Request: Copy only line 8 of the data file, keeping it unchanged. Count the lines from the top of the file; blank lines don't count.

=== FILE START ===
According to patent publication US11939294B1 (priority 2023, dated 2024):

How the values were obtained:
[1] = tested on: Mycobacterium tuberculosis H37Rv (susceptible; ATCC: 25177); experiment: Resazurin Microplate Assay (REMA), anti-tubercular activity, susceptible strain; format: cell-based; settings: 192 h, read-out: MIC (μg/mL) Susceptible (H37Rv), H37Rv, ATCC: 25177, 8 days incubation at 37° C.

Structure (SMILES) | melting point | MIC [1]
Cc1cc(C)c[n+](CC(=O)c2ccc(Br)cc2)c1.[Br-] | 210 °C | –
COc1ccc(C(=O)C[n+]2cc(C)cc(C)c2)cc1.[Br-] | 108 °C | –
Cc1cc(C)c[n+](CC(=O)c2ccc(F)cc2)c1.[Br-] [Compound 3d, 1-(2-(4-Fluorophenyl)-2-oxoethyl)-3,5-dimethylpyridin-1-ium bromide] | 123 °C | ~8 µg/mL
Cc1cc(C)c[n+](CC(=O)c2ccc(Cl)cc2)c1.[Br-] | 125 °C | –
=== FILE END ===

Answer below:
Cc1cc(C)c[n+](CC(=O)c2ccc(Cl)cc2)c1.[Br-] | 125 °C | –